El­i­gi­ble woman be­moans the hordes of clue­less men

The Washington Times Daily - - LIFE - ABI­GAIL VAN BUREN Dear Abby is writ­ten by Abi­gail Van Buren, also known as Jeanne Phillips, and was founded by her mother, Pauline Phillips. Con­tact Dear Abby at www.DearAbby.com or P.O. Box 69440, Los An­ge­les, CA 90069. AN­DREWS MCMEEL SYN­DI­CA­TION

DEAR ABBY: Could you ex­plain to me why, as a species, men are so blind and stupid? There are mil­lions of smart, funny, sweet, at­trac­tive — even sexy — el­i­gi­ble women to whom men do not give a sec­ond glance, or even ac­knowl­edge that these won­der­ful women ex­ist. Then, these clue­less guys moan about how they can’t find a good woman, can’t find love, have a hard time get­ting sex, etc., when there are scores of po­ten­tially awe­some part­ners right un­der their noses! Why don’t men ever grow up? Even men in their 40s, 50s and 60s suf­fer from the same stu­pid­ity about the dat­ing scene as teenage boys. I re­peat: WHY?! — EL­I­GI­BLE LADY IN ALABAMA

DEAR EL­I­GI­BLE: Cou­pling up can be com­pli­cated these days, be­cause many vari­ables can come into play. In­di­vid­u­als of both sexes can be ad­dicted to a “type” they fan­ta­size about, chase the il­lu­sion of eter­nal youth by pur­su­ing un­suit­able part­ners and/or be com­mit­ment-pho­bic.

That said, you might have bet­ter luck with men if you didn’t stereo­type them, be­cause some of them are en­coun­ter­ing the same prob­lems you are. And be­lieve me, they are mys­ti­fied, too.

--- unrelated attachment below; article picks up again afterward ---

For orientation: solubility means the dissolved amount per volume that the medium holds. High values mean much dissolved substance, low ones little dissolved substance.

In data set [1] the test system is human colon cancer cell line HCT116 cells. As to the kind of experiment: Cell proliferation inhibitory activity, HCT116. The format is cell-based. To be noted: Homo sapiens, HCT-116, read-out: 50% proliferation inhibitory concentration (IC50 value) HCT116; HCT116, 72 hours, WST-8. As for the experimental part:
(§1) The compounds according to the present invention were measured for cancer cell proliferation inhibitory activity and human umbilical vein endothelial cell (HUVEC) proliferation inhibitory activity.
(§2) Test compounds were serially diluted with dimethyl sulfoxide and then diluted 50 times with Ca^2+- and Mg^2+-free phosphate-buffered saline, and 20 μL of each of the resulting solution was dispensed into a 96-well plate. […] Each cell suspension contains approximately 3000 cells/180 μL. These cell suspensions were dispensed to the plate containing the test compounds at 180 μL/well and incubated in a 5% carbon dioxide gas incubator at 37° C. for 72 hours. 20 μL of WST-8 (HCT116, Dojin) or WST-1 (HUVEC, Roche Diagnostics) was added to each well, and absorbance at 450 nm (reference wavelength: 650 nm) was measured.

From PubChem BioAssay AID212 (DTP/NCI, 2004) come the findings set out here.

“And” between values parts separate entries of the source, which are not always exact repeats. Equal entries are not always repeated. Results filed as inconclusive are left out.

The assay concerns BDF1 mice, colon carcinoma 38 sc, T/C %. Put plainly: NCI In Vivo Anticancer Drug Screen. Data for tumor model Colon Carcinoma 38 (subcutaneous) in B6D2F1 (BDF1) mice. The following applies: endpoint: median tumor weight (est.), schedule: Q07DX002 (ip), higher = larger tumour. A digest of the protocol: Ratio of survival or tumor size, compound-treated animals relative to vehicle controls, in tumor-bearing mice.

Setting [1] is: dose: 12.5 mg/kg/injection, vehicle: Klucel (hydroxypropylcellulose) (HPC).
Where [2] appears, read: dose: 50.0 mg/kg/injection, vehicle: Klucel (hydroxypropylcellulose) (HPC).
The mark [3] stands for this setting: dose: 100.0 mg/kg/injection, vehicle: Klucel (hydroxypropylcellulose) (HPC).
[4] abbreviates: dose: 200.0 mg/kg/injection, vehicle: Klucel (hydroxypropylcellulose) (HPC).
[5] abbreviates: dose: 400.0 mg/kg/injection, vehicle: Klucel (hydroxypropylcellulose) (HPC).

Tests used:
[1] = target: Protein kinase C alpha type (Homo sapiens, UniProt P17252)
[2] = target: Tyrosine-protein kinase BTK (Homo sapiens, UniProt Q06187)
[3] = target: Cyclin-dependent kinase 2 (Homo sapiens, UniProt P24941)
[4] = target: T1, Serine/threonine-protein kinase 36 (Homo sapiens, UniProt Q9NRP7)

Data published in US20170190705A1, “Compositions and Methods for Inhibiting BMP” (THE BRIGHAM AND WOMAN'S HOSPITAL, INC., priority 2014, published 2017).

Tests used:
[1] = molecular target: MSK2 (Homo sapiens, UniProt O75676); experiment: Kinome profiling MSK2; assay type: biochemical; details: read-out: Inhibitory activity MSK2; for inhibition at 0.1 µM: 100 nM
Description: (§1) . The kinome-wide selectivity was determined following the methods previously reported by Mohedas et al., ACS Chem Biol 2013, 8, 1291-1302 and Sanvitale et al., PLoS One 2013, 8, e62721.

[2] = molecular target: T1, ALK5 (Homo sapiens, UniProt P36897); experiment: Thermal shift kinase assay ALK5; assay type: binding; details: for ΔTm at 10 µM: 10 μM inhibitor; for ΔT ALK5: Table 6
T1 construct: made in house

DEAR ABBY: I am a 12-year-old girl who has a lot of friends at school, but lately there has been some ten­sion com­ing from one of them. “Belle” missed an event that was very im­por­tant to her. She’s usu­ally easy­go­ing, but since then she hasn’t been her­self, and it’s start­ing to worry some of us. We have tried ev­ery­thing from talk­ing about her fa­vorite topic to try­ing to write a song for her. Some­times

she acts like her­self, but other times she gives me and an­other friend the silent treat­ment and the cold shoul­der. Is she a friend worth keep­ing? — CON­CERNED FRIEND IN ALABAMA

DEAR CON­CERNED: You won’t know what’s caus­ing Belle to act the way she is un­less you ask her di­rectly. There may be more go­ing on in her life than you are aware of that has noth­ing to do with you. If she’s do­ing it be­cause she’s hurt and you weren’t at fault, clear the air so she knows it. But un­der­stand that the time to be a friend is when some­body needs one.

DEAR ABBY: Three years ago, I lost my wife of 32 years. Every month, on the an­niver­sary of her death, I buy flowers for my house to honor her.

I am now en­gaged to a won­der­ful woman. She un­der­stands that I will al­ways grieve for the wife I lost, and she has al­ways shown re­spect for the way I show my grief. My ques­tion is, should I stop buy­ing flowers to honor my first wife once my fi­ancee and I get mar­ried and move into a house of our own? I want her to know that she holds the No. 1 place in my heart. — TIME TO MOVE ON IN PENN­SYL­VA­NIA

DEAR TTMO: I’m glad you asked. Al­though the sen­ti­ment be­hind those flowers is beau­ti­ful, I do not think it would be ap­pro­pri­ate for you to bring flowers for your late wife into the home you will share with your next one. If you feel the need to honor your first wife, place flowers on her grave on her birth­day.

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